Or Ivan, who is a member of a socialist collective, said that “I’m voting no because I prefer the idea of a more parliamentary socialist state. This proposal is too presidential.”

But it was the first time that this had happened to Chávez. In a process of societal transformation that has been marked by a little bit too much of uncritical reliance on a single leader, the participants in that transformation told the leader that they’d prefer not to do it this particular way, at least not now. Chávez tried to make the reforms a referendum on his presidency, but it didn’t work. The opposition led a very successful campaign telling people that the reform would mean your house would be taken away, or that a permanent state of emergency would be declared. Chávez ' camp failed to respond well to these claims, preferring to emphasize the link to Chávez himself. But many of his supporters chose to vote on the issue, rather than their loyalty to him.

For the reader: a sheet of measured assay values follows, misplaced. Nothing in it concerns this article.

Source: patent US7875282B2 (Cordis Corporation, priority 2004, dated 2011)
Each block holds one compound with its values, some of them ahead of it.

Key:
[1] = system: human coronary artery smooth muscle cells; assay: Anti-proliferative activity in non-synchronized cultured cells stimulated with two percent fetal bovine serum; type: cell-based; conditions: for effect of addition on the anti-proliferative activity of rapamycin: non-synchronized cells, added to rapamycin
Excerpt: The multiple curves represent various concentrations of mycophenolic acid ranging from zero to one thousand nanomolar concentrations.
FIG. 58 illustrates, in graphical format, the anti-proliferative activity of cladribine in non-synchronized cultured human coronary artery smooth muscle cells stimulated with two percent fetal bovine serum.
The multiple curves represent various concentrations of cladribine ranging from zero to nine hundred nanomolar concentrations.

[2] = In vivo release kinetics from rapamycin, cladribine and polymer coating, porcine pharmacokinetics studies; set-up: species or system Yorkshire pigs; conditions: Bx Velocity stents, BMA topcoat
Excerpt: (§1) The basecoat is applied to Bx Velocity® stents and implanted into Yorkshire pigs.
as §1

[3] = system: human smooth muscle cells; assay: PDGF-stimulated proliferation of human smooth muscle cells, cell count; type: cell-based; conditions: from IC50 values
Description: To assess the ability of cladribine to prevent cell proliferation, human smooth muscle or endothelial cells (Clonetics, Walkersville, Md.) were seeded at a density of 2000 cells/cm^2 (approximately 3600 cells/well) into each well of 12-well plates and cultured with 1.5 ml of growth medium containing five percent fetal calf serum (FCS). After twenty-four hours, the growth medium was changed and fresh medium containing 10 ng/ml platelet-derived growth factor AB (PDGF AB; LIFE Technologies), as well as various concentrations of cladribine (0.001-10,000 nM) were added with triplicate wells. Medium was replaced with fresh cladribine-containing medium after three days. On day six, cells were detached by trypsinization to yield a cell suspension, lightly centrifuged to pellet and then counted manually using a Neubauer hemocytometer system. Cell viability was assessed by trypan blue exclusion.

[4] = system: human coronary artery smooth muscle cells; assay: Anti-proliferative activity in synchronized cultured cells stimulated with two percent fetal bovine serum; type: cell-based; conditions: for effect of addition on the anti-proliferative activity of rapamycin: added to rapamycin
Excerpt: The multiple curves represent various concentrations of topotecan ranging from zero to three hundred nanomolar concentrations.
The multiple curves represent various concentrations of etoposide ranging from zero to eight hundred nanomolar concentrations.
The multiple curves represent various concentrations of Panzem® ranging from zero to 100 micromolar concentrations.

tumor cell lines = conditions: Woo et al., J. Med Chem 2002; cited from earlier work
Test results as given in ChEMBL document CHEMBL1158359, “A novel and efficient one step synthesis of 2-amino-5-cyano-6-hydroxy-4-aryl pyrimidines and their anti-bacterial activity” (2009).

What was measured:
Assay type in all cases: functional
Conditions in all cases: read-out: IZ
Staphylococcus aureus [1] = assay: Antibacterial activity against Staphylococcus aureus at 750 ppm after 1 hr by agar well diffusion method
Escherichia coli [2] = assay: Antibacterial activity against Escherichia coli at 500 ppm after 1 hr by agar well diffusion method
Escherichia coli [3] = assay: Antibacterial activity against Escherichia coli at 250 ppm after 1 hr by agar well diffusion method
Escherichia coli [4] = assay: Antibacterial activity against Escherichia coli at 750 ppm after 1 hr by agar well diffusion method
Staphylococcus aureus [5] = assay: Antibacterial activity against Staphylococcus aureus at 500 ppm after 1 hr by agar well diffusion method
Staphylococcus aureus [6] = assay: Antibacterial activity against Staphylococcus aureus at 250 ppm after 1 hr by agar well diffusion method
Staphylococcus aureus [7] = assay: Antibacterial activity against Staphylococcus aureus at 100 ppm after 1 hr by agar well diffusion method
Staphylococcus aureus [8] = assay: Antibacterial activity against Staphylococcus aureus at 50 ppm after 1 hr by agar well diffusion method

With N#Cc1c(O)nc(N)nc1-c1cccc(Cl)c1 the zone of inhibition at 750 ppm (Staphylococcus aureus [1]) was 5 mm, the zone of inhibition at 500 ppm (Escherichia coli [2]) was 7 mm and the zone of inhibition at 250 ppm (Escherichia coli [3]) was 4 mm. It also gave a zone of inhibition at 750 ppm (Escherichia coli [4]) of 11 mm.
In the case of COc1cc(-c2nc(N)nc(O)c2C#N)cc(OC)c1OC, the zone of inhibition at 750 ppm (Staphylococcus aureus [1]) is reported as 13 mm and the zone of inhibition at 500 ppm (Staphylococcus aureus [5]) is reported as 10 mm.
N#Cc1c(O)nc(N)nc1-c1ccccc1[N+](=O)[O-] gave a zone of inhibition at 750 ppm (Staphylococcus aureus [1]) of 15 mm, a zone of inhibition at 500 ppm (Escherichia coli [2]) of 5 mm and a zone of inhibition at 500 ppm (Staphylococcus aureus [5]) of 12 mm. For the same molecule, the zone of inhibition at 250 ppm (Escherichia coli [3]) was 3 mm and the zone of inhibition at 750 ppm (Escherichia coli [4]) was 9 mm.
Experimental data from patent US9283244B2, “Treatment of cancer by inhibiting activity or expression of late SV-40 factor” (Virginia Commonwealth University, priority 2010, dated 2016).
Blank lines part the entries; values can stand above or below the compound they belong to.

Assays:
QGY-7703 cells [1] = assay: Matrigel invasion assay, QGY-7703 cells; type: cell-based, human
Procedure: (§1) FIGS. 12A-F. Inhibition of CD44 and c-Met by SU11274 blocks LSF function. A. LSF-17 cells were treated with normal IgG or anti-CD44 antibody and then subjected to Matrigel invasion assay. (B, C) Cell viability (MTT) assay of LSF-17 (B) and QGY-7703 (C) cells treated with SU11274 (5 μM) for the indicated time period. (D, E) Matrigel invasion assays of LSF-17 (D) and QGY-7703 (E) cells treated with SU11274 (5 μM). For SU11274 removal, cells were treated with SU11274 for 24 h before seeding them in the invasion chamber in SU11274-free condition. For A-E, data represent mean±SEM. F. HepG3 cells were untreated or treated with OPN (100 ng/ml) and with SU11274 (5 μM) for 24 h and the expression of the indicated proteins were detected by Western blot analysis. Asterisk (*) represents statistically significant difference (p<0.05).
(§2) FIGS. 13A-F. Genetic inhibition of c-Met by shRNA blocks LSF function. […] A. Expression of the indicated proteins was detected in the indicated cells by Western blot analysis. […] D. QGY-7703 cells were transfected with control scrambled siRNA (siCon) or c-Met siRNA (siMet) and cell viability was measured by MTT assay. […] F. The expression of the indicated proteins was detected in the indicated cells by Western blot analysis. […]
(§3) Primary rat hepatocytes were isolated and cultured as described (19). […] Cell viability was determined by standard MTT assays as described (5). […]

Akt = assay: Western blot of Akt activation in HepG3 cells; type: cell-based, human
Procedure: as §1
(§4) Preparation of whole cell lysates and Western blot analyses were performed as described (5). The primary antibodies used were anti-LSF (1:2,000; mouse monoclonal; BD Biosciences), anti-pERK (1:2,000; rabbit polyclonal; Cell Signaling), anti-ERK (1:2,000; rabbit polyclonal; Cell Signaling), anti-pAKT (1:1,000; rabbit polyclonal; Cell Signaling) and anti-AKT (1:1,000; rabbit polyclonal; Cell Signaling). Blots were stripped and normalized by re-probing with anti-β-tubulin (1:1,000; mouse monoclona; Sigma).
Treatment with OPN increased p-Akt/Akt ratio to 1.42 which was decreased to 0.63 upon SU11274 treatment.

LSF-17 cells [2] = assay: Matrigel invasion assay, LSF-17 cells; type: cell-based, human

Regardless of whether the reform would have been good for the country, this opens up opportunities for a radical furthering of the democratic nature of the movement.

That is not to say that things have not already been incredibly democratic. I have never voted on my constitution, and most Americans are not often asked what they would like the fundamental structure of their society to be. Venezuelans were actually asked openly to decide whether or not they would be allowed to decide to vote for Chávez when his term ends. When Colombian president and Bush’s strongest Latin America ally Alvaro Uribe wasn’t allowed to re-run for president, he just changed the constitution without any referendum and re-ran. This was not accompanied by much public outcry in the United States.